R.P. Mookerjee, J.
1. This is an application for revision of an order passed by the Munsif refusing to issue an order for attachment in respect of moneys payable by a person now resident in East Pakistan.
2. The present petitioner obtained a decree from the Court at Alipore against the opposite party who was at that time a resident within the jurisdiction of that Court and was serving as an Inspector under the Calcutta Police. The opposite party having opted for Pakistan as from after 15th August 1947, he is now stated to be acting as an Inspector of Police at Dacca. The decree of the Alipore Court was put into execution in that Court. The decree-holder prayed for the realisation of the balance of her decretal dues by attachment of the salary of the opposite party payable at Dacca. The petitioner accordingly prayed for the issue of a writ of attachment of the salary of the opposite party under the provisions contained in Rule 28 of Order 21, Civil P. C. The writ of attachment was returned unexecuted from the Court in East Pakistan with the endorsement that the writ should be sent through the proper diplomatic channel. The Deputy High Commissioner for India in East Pakistan was approached and he intimated to the Munsif at Alipore that the Government of India had not laid down any procedure for levying attachment through the Deputy High Commissioner. The decree-holder petitioner then applied to the Alipore Court for requesting the Central Government for the realisation of the balance of the decretal dues. By an order, dated 4th April 1949, the learned Munsif dismissed the execution case on the ground that the attachment process was not cap-able of execution in view of the fact that the judgment-debtor was living in another Dominion. It is against this order that the present rule has been obtained.
3. It is now incontestable that the Dominions of India and Pakistan are now two separate sovereign and foreign states. A Court in India has no authority on any Court or Officer resident in the other Dominion. An order may be passed by a Court only if such an order can be enforced though the person or party refuses to carry out that order.
4. Further, the provisions contained in Section 60, Civil P. C., read with Section 136 and Order 21, Rule 48 of the Code prima facie apply only to Courts in India. This Code is not attracted or is applicable outside India. It is permissible for the Court, as is made clear in the sections themselves, to issue a writ of attachment outside the jurisdiction of that particular Court, but that Court must be situated within India where the Code of Civil Procedure is in force. Reference may in this connection be made to the decision in Mela Mal v. Bishen Das, 13 Lah. 206 : (A. I. R. (18) 1981 Lah. 723), where cognate provisions as in Rule 5 of Order. 38, Civil P. C., relating to attachment before judgment by civil Courts came up for consideration. Even a Court which was situated at Khasgar which was admittedly a foreign territory, but where a Court had been established under Foreign Jurisdiction Act, 1890, by His Majesty in Council was not even considered to be within the category of Courts established by the Governor-General in Council. A Court situated in British India at that date was held to be incompetent to attach property situated in Khasgar. The rules contained in the Code of Civil Procedure are obviously restricted to Courts in India.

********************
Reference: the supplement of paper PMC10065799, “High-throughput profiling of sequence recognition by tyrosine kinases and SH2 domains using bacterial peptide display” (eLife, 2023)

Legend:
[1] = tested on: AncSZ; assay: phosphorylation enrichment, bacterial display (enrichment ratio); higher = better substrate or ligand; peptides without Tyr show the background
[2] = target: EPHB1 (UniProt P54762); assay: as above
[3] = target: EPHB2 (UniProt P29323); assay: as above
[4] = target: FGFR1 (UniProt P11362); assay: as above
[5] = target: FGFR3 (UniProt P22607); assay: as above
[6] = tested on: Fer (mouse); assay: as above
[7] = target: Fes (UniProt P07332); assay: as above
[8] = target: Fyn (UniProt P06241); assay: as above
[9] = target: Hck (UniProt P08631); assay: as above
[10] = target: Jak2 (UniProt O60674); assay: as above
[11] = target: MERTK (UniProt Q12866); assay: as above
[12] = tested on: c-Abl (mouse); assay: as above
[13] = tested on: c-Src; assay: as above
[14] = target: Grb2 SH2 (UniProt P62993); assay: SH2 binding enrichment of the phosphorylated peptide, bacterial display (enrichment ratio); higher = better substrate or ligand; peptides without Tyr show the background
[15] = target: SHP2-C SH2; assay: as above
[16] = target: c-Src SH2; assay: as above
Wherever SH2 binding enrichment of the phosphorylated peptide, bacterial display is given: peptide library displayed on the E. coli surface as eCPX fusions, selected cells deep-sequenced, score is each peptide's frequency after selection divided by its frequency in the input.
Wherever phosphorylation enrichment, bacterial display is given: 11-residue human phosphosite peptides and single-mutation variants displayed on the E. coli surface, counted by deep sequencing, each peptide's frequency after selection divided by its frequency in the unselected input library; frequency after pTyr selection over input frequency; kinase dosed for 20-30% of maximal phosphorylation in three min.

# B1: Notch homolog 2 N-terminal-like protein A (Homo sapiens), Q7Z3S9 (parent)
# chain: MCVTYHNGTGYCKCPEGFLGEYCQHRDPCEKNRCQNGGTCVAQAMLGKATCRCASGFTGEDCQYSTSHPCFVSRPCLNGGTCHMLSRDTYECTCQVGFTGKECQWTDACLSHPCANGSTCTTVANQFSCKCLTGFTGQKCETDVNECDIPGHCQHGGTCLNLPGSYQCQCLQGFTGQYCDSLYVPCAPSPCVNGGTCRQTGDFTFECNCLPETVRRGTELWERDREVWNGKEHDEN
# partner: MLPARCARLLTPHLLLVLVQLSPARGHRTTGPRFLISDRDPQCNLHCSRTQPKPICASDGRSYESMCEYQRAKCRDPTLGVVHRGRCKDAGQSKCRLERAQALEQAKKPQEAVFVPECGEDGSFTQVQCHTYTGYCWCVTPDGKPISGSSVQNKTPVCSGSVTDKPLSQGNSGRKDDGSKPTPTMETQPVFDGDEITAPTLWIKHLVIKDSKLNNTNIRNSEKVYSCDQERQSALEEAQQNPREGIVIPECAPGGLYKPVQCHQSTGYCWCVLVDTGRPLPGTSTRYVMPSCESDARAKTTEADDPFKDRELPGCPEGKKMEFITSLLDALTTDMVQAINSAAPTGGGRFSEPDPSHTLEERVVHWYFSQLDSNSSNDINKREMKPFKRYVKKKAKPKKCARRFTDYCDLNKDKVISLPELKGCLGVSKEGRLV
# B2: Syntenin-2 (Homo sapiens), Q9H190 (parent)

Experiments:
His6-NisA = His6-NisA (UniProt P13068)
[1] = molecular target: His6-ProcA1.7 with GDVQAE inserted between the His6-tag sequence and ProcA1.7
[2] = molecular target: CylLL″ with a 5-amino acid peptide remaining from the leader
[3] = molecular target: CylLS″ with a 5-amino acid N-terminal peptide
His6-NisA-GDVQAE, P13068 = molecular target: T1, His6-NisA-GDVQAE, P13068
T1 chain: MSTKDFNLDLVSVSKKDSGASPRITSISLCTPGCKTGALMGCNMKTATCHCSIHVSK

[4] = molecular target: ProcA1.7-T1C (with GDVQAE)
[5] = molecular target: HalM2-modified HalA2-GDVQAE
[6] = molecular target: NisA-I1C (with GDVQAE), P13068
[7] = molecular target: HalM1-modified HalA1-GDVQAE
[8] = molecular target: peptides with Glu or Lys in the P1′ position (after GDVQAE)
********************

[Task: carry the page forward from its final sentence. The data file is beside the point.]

5. Reference may also be made to the recent decision of this Court in Dominion of India v. Hiralal Bothra : AIR1950Cal12 , where the relation between the two States, and the position and jurisdiction of the Courts situated in the two Dominions fell to be considered. The Court at Dacca comes within the definition of a foreign Court, as defined in Section 2(5), Civil P. C. The order for attachment is to be sent to the relevant District Court under Section 136, Civil P. C. The District Court as referred to in Section 156 will be, in the present case, if this section be applicable and enforceable in East Pakistan though part of the law of India, the District Court at Dacca. The District Court at Dacca is a foreign Court as being situate beyond the limits of all the provinces of India and is neither established nor continued by the Governor-General. It is not competent for a Court in India to direct a foreign Court, situated at Dacca, to take necessary steps for the execution of a decree. As held by this Court in Dominion of India v. Hiralal Bothra, : AIR1950Cal12 , a decree passed by a Court which is now in one Dominion cannot be executed by another Court in the other Dominion. The two Dominions are not reciprocating countries as envisaged in Section 44A of the Code and there has not been any intestate arrangement between the two States.
6. The learned Munsif was correct in his decision that be had no jurisdiction to issue a writ of attachment to Pakistan.
7. This Rule is accordingly discharged, As there is no appearance on behalf of the opposite party in this Court, there will be no order for costs in this Court.